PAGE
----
Our first step was to brush paint the sarcophagus walls with Blick Prem Tempera, Metallic Gold Paint. The base needed at least two coats in order to cover the wood grain of the sarcophagus base. We were restricted to brush paint due to the room we were fabricating in - lesson learned is that metallic gols spray would have applied a thicker, more metallic, base layer on the wood without required multiple brush coats.
The next step was to paint certain locations of the walls in Studio Acrylics, Iridescent Blue Black paint - where the cartouches and tiles had symbols cut out. See the picture below of the sarcophagus walls with base colors of gold and blue applied, before the tiles and cartouches were glued on:
Tiles & Cartouches
All Tiles and Cartouches were laser cut. Tiles were made of birch wood of 1/16 inch thickness. Cartouches were laser cut out of birch wood ranging from 1/16-inch to 1/8-inch thickness. We varied the thickness to make the exterior look un-uniform. Lesson learned here is that the less thick sheets are much faster to laser cut and produce! The hieroglyphic symbols that were laser cut out of the tiles and cartouches were saved to be used as additional 'writing' for the exterior of the sarcophagus.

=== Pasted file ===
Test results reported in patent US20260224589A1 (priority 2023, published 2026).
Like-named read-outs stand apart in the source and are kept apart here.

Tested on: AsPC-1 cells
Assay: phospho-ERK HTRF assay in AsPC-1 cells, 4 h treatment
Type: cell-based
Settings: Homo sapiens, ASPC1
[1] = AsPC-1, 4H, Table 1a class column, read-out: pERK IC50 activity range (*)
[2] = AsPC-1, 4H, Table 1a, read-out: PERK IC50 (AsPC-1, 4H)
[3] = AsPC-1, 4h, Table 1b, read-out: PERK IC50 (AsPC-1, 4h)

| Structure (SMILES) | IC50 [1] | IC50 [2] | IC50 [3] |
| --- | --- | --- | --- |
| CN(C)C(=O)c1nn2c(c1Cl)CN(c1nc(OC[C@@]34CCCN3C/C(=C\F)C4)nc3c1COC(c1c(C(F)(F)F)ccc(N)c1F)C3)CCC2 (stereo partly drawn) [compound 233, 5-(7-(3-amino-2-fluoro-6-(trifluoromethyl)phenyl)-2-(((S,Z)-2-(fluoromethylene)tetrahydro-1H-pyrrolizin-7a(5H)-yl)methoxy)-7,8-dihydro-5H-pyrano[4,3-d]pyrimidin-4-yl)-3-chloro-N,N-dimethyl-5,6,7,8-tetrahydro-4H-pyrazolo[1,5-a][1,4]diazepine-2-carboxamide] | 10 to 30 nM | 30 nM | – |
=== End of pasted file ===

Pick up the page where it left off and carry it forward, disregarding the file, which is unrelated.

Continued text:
Steps: Laser cut - Paint tiles & cartouches with mix of Metallic Gold and Black Acrylic brush paint, Paint individual hieroglyphics with Metallic Iridescent Blue Black paint - Dry - Glue Gun to above painted exterior of sarcophagus walls.
Of the tiles, cartouches, and hieroglyphics only the first element - the 'answer tiles' - were dynamic. Assembly of these tiles included elements beyond just the decorated birch wood sheet in order to have them 'flash' for the game play. The additional elements, from exterior to interior, which were glued together in layers include:
Birch 1/16" laser cut tile
Wax paper (to diffuse LED light behind, but cover it up)
Gatorfoam border (laser cut to be hollow in the middle, to hold LED light)
Gatorfoam base (laser cut to be exact shape as tile, base was glued to exterior of sarcophagus)
In the picture below is the final effect with all elements together - flashing tiles, static cartouches, and hieroglyphic symbols in blue.
The 3 scarabs were first 3D printed, with CAD sourced from here - https://www.thingiverse.com/thing:729890. And then, they were painted by hand, and attached to a hollow foam border (similar to the tiles), so that when pressed on the soft foam would give way to pressing the button underneath, attached to the exterior wall beneath the scarab.